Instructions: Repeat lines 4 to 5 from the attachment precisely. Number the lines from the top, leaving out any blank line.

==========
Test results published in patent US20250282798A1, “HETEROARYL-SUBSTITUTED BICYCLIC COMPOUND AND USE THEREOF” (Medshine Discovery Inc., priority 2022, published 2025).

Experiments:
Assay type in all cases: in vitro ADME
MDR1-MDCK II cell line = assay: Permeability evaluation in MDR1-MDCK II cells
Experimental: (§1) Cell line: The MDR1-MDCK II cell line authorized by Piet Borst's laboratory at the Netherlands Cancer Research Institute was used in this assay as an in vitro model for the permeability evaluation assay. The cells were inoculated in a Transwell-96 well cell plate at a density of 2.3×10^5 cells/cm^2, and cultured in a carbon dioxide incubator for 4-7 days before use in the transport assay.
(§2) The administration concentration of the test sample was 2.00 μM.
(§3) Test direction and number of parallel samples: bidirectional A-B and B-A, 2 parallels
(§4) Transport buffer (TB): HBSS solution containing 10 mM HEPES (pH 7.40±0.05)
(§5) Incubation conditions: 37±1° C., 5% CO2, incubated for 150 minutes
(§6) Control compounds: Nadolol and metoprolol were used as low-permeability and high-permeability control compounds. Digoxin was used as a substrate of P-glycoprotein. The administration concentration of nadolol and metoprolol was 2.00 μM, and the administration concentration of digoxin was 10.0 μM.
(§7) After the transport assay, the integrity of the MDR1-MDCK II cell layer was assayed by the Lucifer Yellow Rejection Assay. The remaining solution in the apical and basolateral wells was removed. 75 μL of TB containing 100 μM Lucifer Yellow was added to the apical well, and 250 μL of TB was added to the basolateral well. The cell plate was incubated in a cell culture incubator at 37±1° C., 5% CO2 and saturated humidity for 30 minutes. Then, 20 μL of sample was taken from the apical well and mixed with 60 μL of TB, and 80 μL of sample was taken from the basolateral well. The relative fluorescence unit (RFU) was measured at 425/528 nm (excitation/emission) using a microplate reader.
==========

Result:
MDR1-MDCK II cell line = assay: Permeability evaluation in MDR1-MDCK II cells
Experimental: (§1) Cell line: The MDR1-MDCK II cell line authorized by Piet Borst's laboratory at the Netherlands Cancer Research Institute was used in this assay as an in vitro model for the permeability evaluation assay. The cells were inoculated in a Transwell-96 well cell plate at a density of 2.3×10^5 cells/cm^2, and cultured in a carbon dioxide incubator for 4-7 days before use in the transport assay.